Jack Pearadin and Doug Nelsen found a 1.73-carat diamond after nearly a year of searching the park's field.
It's a good thing this column is written anonymously, because what The Observer has to say is going to make some people real mad.
The Observer hasn't had a decent tomato all summer, and it's not for lack of trying. We've had 'em from the River Market, we've had them from a couple of real farmer's markets, we've had them from fancy-schmancy places in the fancy-schmancy Heights neighborhood. We've had heirloom and carbons and hybrids and whatnot (we draw the line at those chilled store-bought horrors).
Where are the tomatoes of yesteryear? The kind you ate three of at one sitting, with salt and pepper and maybe some cottage cheese? (No, we didn't have fresh basil and mozzarella in yesteryear.) That you ate until the corners of your mouth stung?
Our boss accuses us of sounding like a complaining old person, especially when we note that our mother, a tomato lover of the first order, would be dumbstruck at the prices people — we — are paying for so-called real tomatoes these days. There's something wrong with a $7 tomato. When people are paying $7 for a tomato, the end of the world is nigh.
OK, so it does sound old to express disbelief that a fruit that was once 50 cents a pound and delicious is now $3.50 a pound and tastes like water. OK, we're old. We get it.
But that doesn't mean we're wrong about the dearth of good tomatoes. Now here's what's going to make some folks mad: Heard someone say they had some good pinks the other day. They can keep their pinks; we want high acid. Complain, complain, complain.
The Observer has fond memories of the July 4th weekend, especially the part that involves blowing things up. In Little Rock where we reside, fireworks are technically a no-no. We lived out in the wilds of Saline County as a pup, though, where the only regulations concerning fire are that you can't use it to prepare an endangered species for Thanksgiving dinner, so fireworks were on the agenda every summer.
Given our clear disregard for fireworks safety back in those days, it's a wonder we made it to manhood without a skin graft, a glass eye and/or a hook in place of a hand. We set the porch on fire one year, thanks to a smoldering ember left inside a tube we'd been using as a makeshift bazooka. Another year, our brother thought it would be funny to stick a lit firecracker into The Observer's shirt pocket — a pocket which just happened to be filled at the time with a quiver of bottle rockets (which, to be fair, we were in the process of firing at various neighbors and kinfolks). The result: Nipple flambe, with a side of smoldering shirt. Not recommended.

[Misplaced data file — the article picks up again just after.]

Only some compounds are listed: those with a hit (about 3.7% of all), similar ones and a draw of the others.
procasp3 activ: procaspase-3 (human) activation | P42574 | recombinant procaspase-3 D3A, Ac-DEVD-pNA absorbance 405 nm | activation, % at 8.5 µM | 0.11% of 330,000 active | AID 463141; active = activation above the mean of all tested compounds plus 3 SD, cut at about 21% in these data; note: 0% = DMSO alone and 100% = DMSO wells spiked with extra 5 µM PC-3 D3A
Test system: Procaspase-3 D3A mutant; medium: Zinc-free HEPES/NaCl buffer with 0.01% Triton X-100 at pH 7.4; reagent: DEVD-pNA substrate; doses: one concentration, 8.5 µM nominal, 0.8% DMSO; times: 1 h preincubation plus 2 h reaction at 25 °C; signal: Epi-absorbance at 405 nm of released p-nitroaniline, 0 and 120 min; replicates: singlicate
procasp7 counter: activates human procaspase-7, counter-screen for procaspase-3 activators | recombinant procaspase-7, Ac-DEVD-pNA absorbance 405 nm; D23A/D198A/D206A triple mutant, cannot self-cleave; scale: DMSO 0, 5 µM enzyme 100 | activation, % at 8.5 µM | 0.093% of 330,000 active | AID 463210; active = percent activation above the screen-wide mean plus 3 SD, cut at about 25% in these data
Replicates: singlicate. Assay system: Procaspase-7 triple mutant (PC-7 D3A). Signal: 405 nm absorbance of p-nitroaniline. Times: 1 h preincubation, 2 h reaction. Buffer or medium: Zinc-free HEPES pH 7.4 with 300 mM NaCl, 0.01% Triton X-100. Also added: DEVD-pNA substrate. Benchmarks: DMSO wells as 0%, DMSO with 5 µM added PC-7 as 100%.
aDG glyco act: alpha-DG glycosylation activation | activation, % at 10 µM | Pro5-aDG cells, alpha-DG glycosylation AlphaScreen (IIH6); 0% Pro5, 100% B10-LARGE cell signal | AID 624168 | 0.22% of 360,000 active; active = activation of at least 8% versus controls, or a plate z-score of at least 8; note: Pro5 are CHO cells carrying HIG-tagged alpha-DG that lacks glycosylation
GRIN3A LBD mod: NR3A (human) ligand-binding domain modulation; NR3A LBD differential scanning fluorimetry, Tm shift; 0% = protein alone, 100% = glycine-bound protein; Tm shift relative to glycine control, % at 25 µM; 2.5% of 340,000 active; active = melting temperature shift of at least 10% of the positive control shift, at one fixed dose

Grown now to the mind of a father, we like to think that we're a little more cautious with things that go boom, but we just can't help but stop by the fireworks stand every July to take in its wonders. No scofflaw, The Observer does his lightin'-n-runnin' out at our Auntie's palatial spread in the far, unincorporated north of Pulaski County. Last weekend, during a visit, we showed Junior — 10 years old now — how it's done.
There was a bit of magic there: Pa and son hunkered down beside an old bottle with a rocket sticking out, him cautiously holding the faint, glowing end of a punk to his first fuse with shaking hands while his Old Man muttered encouragement. The fuse sparked to life, and we hauled keister like we'd just lit the wick on a cruise missile, turning back just in time to see his handiwork whoosh into the darkening sky — up, up, up, then a pop and a puff of light and smoke.
Yes, it's dangerous. Please don't write letters filled with cautionary tales about the burn ward. The Observer is a worrier when it comes to our sole and only progeny, and any horror you can dish out is one we've already served to our self, cold, a dozen times over in the dark reaches of the night. Fatherhood, for Yours Truly, has always been about walking the tightrope of doubt — the line that runs between the urge to mummify him in bubble wrap, and the knowledge that risk is what makes boys into men. That said: the look on my son's face at that accomplishment — smiling, face upturned to the sky, where the breath of smoke was quickly lost to the dusk — was worth a hundred burned fingers. It will, I think, linger long past this summer in my mind.
My country 'tis of thee, sweet land of liberty. And bottle rockets.
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